It’s important to first get the right people on the bus before you decide where to take it. The good-to-great leaders began the transformation by first getting the right people on the bus and then focusing on where to go. In good-to-great companies, the “who” questions come before the “what” decisions. They come before vision, strategy, organization structure, and tactics. This ensures that the company can be more agile and change directions if strategy indicates it’s the right thing to do.
Hiring the Right People
The right employees are your most precious asset. Without them, you don’t have a great company. Finding the right employee has more to do with character traits and capabilities than with specific knowledge, background, or skills. As you grow your business you’ll find that hiring becomes a necessity in order to move to the next level. You and your existing employees may feel the pain of doing more than a normal workload, which might encourage you to hire the first capable person. Stop there. Remember, the right person is more important to have than someone who can simply do the job. If you’re unable to attract the right people, you’ll need to review your culture, benefits, and compensation packages. Otherwise, your growth will be limited by the ability to attract the right people.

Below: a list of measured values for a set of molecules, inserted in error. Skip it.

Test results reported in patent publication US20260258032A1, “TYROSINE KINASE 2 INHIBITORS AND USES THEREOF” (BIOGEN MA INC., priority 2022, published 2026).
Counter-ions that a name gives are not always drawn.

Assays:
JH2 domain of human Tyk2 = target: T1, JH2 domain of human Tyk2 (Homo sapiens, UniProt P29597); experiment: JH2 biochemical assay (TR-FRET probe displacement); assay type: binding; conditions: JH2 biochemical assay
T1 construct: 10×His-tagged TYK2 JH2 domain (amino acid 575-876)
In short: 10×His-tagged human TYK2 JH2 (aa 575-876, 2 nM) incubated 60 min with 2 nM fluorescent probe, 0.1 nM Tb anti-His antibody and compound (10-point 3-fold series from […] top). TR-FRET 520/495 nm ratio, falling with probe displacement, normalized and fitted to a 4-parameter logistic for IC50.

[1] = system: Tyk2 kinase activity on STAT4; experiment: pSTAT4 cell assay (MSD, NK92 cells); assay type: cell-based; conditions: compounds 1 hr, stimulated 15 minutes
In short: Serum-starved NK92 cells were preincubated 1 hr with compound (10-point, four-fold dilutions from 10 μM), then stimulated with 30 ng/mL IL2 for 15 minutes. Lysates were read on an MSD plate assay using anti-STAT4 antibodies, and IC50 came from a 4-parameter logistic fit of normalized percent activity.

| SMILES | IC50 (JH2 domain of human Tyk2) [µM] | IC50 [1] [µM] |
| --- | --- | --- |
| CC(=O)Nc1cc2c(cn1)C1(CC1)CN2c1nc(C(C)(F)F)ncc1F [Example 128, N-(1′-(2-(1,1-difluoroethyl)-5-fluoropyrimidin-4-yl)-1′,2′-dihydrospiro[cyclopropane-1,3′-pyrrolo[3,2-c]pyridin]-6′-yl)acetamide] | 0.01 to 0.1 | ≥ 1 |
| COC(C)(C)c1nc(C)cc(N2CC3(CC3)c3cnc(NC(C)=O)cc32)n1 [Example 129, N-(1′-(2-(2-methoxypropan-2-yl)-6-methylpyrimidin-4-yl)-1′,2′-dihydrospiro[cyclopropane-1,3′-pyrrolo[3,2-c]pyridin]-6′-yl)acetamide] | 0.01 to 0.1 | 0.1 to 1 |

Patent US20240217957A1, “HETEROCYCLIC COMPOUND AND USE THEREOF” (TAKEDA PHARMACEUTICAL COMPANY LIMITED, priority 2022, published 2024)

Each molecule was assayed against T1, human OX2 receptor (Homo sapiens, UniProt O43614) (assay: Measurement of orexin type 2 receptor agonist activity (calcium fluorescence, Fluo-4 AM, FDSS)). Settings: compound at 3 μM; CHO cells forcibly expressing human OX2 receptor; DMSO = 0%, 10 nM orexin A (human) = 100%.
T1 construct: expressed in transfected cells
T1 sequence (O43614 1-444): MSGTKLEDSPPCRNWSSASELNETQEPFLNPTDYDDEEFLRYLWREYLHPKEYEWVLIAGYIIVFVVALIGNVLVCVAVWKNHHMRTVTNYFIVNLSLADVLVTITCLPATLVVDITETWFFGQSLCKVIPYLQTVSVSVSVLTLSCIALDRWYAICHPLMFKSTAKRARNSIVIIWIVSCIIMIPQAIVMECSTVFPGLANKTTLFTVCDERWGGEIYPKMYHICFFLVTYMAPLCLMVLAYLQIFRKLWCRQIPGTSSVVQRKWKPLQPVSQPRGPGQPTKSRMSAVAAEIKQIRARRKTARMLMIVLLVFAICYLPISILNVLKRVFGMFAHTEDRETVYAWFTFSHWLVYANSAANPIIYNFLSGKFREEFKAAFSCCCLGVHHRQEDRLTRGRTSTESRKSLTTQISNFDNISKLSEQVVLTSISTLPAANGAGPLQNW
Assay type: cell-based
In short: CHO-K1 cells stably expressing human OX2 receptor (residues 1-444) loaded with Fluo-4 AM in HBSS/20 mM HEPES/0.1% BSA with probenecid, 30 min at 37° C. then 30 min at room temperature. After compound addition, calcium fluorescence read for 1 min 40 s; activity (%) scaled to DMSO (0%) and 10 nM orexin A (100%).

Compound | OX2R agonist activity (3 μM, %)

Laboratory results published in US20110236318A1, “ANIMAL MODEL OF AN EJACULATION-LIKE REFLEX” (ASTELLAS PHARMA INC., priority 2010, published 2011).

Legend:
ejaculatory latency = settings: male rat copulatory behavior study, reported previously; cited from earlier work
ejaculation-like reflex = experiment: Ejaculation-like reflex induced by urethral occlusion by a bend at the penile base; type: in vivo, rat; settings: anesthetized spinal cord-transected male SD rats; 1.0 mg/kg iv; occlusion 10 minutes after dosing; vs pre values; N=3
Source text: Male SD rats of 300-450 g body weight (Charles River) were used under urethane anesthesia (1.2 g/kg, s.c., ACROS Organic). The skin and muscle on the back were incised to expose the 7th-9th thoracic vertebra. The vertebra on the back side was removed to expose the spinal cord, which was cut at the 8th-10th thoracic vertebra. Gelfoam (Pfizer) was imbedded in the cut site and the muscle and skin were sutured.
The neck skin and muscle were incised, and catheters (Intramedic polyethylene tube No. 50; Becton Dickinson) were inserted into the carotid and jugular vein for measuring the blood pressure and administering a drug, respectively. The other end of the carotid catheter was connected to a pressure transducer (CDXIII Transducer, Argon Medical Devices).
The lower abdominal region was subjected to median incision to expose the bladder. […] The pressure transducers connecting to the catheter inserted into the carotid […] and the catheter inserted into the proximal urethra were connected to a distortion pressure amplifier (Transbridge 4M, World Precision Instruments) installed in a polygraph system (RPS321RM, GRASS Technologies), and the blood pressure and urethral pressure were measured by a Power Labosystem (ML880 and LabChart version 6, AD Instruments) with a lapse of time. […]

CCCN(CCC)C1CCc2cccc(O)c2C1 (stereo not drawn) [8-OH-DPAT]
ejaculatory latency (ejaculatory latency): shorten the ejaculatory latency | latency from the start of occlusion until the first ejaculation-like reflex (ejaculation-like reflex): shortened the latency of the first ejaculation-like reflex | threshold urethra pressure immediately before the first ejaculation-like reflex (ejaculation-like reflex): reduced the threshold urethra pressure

Act quickly when you know you need to make a people change. The longer you let issues fester, the more damaging it can be to your business and culture. Before you fire an non-productive employee, be sure you don’t simply have them in the wrong seat. Look for other areas where this employee might shine.
Most companies put their best people on their biggest problems. The intent is to have a hero save the day. A downfall to this strategy occurs when you decide to sell off your unprofitable or problem business units. It’s possible that your best person could transfer with that sale. Additionally, it simply doesn’t make sense to have your best people focusing on the biggest problems when they could be using their brain power to further your biggest opportunities. It’s about priorities.
The idea that the specific structure of compensation acts as a key lever in taking a company from good to great is unwarranted. No such correlation exists in good-to-great companies. Yes, compensation and incentives are important, but for very different reasons. The purpose of a compensation system should be to get the right people on the bus in the first place, and to keep them there. Not to force the right behaviors from the wrong people.
Have you ever felt like you had the wrong people on the bus at your company? What did you do to get them in the right seat or off the bus?